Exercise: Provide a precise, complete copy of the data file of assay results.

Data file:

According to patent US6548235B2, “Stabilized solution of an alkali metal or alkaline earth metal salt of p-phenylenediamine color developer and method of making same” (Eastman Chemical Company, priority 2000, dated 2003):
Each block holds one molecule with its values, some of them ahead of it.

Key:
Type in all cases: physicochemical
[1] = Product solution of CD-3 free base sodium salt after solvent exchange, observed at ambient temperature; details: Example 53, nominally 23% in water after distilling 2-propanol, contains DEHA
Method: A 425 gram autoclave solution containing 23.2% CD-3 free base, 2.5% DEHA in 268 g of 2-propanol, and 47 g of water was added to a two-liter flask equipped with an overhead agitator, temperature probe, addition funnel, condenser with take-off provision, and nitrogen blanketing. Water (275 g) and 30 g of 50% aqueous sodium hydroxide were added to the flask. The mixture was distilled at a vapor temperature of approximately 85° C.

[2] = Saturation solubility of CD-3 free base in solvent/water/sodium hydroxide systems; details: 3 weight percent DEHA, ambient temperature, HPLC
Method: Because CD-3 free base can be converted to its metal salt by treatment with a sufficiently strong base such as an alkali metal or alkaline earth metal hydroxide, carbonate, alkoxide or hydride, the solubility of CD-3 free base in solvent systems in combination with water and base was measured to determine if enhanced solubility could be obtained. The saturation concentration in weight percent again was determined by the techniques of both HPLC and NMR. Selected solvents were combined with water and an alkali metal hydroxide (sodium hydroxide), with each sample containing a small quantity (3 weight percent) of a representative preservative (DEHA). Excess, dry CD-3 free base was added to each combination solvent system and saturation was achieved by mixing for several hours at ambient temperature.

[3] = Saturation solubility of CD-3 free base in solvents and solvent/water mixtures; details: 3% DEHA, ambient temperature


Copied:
According to patent US6548235B2, “Stabilized solution of an alkali metal or alkaline earth metal salt of p-phenylenediamine color developer and method of making same” (Eastman Chemical Company, priority 2000, dated 2003):
Each block holds one molecule with its values, some of them ahead of it.

Key:
Type in all cases: physicochemical
[1] = Product solution of CD-3 free base sodium salt after solvent exchange, observed at ambient temperature; details: Example 53, nominally 23% in water after distilling 2-propanol, contains DEHA
Method: A 425 gram autoclave solution containing 23.2% CD-3 free base, 2.5% DEHA in 268 g of 2-propanol, and 47 g of water was added to a two-liter flask equipped with an overhead agitator, temperature probe, addition funnel, condenser with take-off provision, and nitrogen blanketing. Water (275 g) and 30 g of 50% aqueous sodium hydroxide were added to the flask. The mixture was distilled at a vapor temperature of approximately 85° C.

[2] = Saturation solubility of CD-3 free base in solvent/water/sodium hydroxide systems; details: 3 weight percent DEHA, ambient temperature, HPLC
Method: Because CD-3 free base can be converted to its metal salt by treatment with a sufficiently strong base such as an alkali metal or alkaline earth metal hydroxide, carbonate, alkoxide or hydride, the solubility of CD-3 free base in solvent systems in combination with water and base was measured to determine if enhanced solubility could be obtained. The saturation concentration in weight percent again was determined by the techniques of both HPLC and NMR. Selected solvents were combined with water and an alkali metal hydroxide (sodium hydroxide), with each sample containing a small quantity (3 weight percent) of a representative preservative (DEHA). Excess, dry CD-3 free base was added to each combination solvent system and saturation was achieved by mixing for several hours at ambient temperature.

[3] = Saturation solubility of CD-3 free base in solvents and solvent/water mixtures; details: 3% DEHA, ambient temperature